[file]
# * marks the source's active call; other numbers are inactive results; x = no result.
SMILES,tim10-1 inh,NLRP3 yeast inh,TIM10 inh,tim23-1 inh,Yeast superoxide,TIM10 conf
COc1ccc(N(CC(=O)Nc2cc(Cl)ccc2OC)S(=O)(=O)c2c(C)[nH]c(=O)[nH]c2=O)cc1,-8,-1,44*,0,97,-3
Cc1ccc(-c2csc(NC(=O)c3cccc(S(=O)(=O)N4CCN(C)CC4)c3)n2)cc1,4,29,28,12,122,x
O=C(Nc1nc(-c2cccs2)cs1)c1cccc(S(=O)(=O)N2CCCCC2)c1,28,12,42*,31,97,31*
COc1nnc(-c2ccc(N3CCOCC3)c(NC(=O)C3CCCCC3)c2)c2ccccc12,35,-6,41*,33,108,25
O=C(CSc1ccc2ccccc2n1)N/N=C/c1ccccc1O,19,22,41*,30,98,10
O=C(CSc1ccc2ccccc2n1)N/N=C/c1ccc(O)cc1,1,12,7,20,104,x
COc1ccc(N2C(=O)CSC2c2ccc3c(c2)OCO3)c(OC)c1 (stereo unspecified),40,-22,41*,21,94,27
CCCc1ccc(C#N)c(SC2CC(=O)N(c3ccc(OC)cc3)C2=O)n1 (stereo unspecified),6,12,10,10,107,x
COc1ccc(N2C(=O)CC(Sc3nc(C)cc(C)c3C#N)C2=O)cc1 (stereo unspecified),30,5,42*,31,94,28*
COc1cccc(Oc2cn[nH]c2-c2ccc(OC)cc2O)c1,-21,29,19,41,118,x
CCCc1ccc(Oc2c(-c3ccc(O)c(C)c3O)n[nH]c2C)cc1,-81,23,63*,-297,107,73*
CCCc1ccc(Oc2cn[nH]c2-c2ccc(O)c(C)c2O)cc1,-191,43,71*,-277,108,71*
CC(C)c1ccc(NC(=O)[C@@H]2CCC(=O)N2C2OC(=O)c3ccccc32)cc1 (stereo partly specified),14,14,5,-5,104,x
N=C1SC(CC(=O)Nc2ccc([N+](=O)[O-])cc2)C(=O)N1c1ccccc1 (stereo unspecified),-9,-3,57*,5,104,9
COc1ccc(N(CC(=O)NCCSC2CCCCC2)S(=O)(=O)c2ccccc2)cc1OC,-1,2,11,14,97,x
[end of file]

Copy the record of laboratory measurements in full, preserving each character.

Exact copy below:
# * marks the source's active call; other numbers are inactive results; x = no result.
SMILES,tim10-1 inh,NLRP3 yeast inh,TIM10 inh,tim23-1 inh,Yeast superoxide,TIM10 conf
COc1ccc(N(CC(=O)Nc2cc(Cl)ccc2OC)S(=O)(=O)c2c(C)[nH]c(=O)[nH]c2=O)cc1,-8,-1,44*,0,97,-3
Cc1ccc(-c2csc(NC(=O)c3cccc(S(=O)(=O)N4CCN(C)CC4)c3)n2)cc1,4,29,28,12,122,x
O=C(Nc1nc(-c2cccs2)cs1)c1cccc(S(=O)(=O)N2CCCCC2)c1,28,12,42*,31,97,31*
COc1nnc(-c2ccc(N3CCOCC3)c(NC(=O)C3CCCCC3)c2)c2ccccc12,35,-6,41*,33,108,25
O=C(CSc1ccc2ccccc2n1)N/N=C/c1ccccc1O,19,22,41*,30,98,10
O=C(CSc1ccc2ccccc2n1)N/N=C/c1ccc(O)cc1,1,12,7,20,104,x
COc1ccc(N2C(=O)CSC2c2ccc3c(c2)OCO3)c(OC)c1 (stereo unspecified),40,-22,41*,21,94,27
CCCc1ccc(C#N)c(SC2CC(=O)N(c3ccc(OC)cc3)C2=O)n1 (stereo unspecified),6,12,10,10,107,x
COc1ccc(N2C(=O)CC(Sc3nc(C)cc(C)c3C#N)C2=O)cc1 (stereo unspecified),30,5,42*,31,94,28*
COc1cccc(Oc2cn[nH]c2-c2ccc(OC)cc2O)c1,-21,29,19,41,118,x
CCCc1ccc(Oc2c(-c3ccc(O)c(C)c3O)n[nH]c2C)cc1,-81,23,63*,-297,107,73*
CCCc1ccc(Oc2cn[nH]c2-c2ccc(O)c(C)c2O)cc1,-191,43,71*,-277,108,71*
CC(C)c1ccc(NC(=O)[C@@H]2CCC(=O)N2C2OC(=O)c3ccccc32)cc1 (stereo partly specified),14,14,5,-5,104,x
N=C1SC(CC(=O)Nc2ccc([N+](=O)[O-])cc2)C(=O)N1c1ccccc1 (stereo unspecified),-9,-3,57*,5,104,9
COc1ccc(N(CC(=O)NCCSC2CCCCC2)S(=O)(=O)c2ccccc2)cc1OC,-1,2,11,14,97,x